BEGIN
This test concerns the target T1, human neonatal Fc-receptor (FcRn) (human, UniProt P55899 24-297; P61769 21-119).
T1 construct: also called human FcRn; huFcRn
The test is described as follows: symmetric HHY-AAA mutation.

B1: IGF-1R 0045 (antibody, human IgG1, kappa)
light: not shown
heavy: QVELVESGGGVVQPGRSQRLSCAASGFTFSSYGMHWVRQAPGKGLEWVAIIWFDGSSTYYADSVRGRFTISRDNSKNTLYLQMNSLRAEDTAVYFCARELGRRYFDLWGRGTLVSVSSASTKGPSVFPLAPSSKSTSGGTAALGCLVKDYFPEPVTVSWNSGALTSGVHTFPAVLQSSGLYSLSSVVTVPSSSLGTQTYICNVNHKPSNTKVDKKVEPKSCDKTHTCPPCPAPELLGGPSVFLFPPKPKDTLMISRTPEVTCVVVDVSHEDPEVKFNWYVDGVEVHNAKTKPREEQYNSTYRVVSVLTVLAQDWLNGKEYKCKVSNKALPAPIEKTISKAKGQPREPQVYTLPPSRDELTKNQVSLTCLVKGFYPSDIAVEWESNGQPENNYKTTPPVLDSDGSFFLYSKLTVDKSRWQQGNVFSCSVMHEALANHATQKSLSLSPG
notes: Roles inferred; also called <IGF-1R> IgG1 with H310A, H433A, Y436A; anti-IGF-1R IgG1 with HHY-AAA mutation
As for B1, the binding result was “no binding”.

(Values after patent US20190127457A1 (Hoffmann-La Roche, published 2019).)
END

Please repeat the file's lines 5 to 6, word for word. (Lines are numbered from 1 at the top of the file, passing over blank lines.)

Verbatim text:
light: not shown
heavy: QVELVESGGGVVQPGRSQRLSCAASGFTFSSYGMHWVRQAPGKGLEWVAIIWFDGSSTYYADSVRGRFTISRDNSKNTLYLQMNSLRAEDTAVYFCARELGRRYFDLWGRGTLVSVSSASTKGPSVFPLAPSSKSTSGGTAALGCLVKDYFPEPVTVSWNSGALTSGVHTFPAVLQSSGLYSLSSVVTVPSSSLGTQTYICNVNHKPSNTKVDKKVEPKSCDKTHTCPPCPAPELLGGPSVFLFPPKPKDTLMISRTPEVTCVVVDVSHEDPEVKFNWYVDGVEVHNAKTKPREEQYNSTYRVVSVLTVLAQDWLNGKEYKCKVSNKALPAPIEKTISKAKGQPREPQVYTLPPSRDELTKNQVSLTCLVKGFYPSDIAVEWESNGQPENNYKTTPPVLDSDGSFFLYSKLTVDKSRWQQGNVFSCSVMHEALANHATQKSLSLSPG